“I didn’t really watch darts when I was younger so I don’t have a hero or anything like that, I just played and found I was good at it and went from there.” His story is straightforward and typical of his attitude at the oche.
By the time he was seventeen and having only been playing for four years, Van Gerwen had already hit a nine-darter and won the World Masters title. Progress, however, began to stall and frustration grew – not just for him but also for the many who had labelled him as the ’next big thing.’ In 2008, he missed a dart for the match against Taylor in the first round of the World Championship. He lost. What followed was, for a man of his immense talent, a three-year relative struggle.
The turning point, according to Van Gerwen, was 2011. “I had won a lot of games on the youth tour – and four tournaments – and I took that into the main tour and then on to the stage. It created confidence and then when I won the World Grand Prix, I never looked back.”
After winning PDC Young Player of the Year in 2011, he had a sensational 2012. As well as the Grand Prix triumph, he was a runner-up at the Grand Slam. At the end of the year and beginning of 2013, Taylor defeated him in the World Championship final.
His respect for Taylor is gargantuan and unwavering. Too often in modern sport, the greats fail to appreciate the ability of their competitor.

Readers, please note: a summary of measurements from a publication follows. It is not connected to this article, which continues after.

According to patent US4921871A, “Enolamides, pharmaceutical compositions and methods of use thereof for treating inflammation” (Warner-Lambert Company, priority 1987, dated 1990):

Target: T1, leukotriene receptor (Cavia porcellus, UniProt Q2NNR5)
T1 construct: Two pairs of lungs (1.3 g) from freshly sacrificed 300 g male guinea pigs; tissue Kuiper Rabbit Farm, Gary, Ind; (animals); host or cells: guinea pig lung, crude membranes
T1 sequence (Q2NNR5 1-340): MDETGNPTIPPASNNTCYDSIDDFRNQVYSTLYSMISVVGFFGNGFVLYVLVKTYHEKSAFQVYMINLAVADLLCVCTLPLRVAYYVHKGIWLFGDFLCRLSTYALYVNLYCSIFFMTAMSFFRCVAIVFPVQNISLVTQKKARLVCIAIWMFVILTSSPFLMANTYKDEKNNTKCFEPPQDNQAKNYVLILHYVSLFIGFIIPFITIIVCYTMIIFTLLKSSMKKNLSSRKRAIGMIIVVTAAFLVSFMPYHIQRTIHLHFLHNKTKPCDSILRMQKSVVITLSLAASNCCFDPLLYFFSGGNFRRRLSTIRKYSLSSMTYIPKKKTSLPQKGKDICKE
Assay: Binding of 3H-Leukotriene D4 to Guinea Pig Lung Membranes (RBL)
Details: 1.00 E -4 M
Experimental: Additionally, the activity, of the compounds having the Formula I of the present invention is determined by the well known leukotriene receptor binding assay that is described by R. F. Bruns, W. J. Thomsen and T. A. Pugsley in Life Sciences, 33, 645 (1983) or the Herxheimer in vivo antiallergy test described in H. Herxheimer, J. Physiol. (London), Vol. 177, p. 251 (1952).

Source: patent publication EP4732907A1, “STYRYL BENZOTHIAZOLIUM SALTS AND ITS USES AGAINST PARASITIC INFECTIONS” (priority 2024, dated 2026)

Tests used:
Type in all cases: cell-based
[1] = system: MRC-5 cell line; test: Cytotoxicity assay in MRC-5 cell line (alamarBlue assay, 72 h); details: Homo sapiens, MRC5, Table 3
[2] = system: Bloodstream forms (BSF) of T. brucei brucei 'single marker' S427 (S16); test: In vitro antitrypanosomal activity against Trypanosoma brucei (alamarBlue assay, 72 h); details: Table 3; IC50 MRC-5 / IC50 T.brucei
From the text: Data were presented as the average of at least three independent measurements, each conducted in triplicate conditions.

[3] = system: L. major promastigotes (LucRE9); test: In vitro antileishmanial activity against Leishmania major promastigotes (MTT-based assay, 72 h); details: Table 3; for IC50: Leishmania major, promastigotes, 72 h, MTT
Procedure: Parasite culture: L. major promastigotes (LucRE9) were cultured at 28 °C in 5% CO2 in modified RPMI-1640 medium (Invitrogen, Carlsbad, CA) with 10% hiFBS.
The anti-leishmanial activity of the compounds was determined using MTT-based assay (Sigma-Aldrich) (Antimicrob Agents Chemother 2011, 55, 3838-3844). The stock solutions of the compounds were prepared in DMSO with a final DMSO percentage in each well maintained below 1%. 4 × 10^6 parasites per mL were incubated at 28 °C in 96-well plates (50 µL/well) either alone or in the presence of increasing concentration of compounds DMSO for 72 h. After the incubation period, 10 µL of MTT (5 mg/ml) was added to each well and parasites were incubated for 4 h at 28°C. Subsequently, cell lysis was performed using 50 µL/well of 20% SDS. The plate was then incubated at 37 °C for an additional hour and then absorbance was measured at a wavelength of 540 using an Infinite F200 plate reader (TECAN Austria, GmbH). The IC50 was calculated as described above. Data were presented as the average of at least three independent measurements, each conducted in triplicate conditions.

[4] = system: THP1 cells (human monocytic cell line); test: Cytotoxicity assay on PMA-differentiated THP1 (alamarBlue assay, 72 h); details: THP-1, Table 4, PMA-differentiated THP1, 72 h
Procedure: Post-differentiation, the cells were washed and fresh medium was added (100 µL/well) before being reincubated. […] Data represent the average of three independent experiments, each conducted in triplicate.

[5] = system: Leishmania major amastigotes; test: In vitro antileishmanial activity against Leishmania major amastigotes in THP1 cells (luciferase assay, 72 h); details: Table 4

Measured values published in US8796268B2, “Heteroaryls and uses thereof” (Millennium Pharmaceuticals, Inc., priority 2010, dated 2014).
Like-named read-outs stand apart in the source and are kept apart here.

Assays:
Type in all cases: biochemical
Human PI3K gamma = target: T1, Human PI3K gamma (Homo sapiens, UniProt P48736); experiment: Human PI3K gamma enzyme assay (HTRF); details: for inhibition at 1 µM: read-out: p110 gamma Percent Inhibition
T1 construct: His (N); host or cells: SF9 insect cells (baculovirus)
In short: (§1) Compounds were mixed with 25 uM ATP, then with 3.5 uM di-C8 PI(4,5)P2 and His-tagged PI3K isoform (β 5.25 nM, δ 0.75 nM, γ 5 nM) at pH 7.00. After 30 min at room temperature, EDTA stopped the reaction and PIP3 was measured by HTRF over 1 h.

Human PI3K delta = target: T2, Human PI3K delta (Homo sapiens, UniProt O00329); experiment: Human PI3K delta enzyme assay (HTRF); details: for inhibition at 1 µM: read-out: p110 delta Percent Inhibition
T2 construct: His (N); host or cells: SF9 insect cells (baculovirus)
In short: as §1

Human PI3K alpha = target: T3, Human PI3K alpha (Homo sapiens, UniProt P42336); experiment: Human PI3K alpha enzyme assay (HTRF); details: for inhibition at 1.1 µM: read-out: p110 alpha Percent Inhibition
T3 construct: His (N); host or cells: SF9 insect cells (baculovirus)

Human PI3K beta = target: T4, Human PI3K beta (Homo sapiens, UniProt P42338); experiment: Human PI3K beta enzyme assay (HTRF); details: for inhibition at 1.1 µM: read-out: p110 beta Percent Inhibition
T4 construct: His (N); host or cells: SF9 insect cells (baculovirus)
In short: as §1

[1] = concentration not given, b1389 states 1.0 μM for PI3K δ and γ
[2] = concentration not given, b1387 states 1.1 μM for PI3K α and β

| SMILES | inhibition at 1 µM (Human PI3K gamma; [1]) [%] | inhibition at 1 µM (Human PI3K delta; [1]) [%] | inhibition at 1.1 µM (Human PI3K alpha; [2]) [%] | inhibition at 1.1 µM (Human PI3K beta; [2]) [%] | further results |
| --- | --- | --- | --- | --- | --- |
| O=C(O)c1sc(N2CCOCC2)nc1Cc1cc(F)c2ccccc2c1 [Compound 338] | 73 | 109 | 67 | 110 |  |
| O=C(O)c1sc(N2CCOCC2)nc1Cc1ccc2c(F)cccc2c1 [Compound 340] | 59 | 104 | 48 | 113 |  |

Van Gerwen is different. When I ask him for his best ever performance, he focuses on victories over Taylor. Statistically, his 6-0 victory over Steve Beaton in which he averaged 121.86 – the highest average in a televised match of all time – should be among his thoughts. Yet, when you beat Taylor, you know you have played well.
“It is hard to choose one. I had a very good performance against Phil [Taylor] in the Grand Slam in 2012 and also when I beat him 7-0 in the Premier League.”
Michael understands the importance of conquering the 16-time world champion. Topping the Order of Merit ahead of Taylor, as opposed to after his retirement is “even more special.”
“In future years when he has retired, people will say that it is easier to be number one so I am so happy to achieve it when he is still playing at his best.”
He is not obsessed with his rival. There is enormous respect but no fear. Van Gerwen is fearless, very much his own man.
“I don’t always want to be compared to Phil. I want to be known for my own achievements. I am not trying to be the next Phil Taylor, I just want to be myself and win as much as I can.”
Despite the mutual respect, unsurprisingly, he cites his favourite victory and greatest achievement as the 7-4 triumph over Peter Wright that saw Van Gerwen become the youngest ever PDC World Championship winner.
He loves Alexandra Palace and everything that surrounds his “favourite tournament.” His fans are, in his words, “fantastic.” Looking ahead to the competition, Van Gerwen is optimistic. Although he is not the bookies’ favourite following Taylor’s victory at the Grand Slam of Darts, his confidence is not dented.
“I’m not the favourite now but it doesn’t matter. As long as I believe I can win, that is the most important thing.”
Van Gerwen’s philosophical reply is testament to how the Dutch dartist has grown and matured. It seems almost unthinkable that this man who hit his first televised nine-darter in 2007 is only twenty-five. It renders my final question almost foolish as I ask if there is a young player to look out for. While he picks out 22-year-old Keegan Brown, his answer shows off the competitive streak inherent in this unbelievably talented athlete.
“I don’t really want to pick out another player. I want to win everything myself!”
Photographs: PDC, PDC, Lawrence Lustig/PDC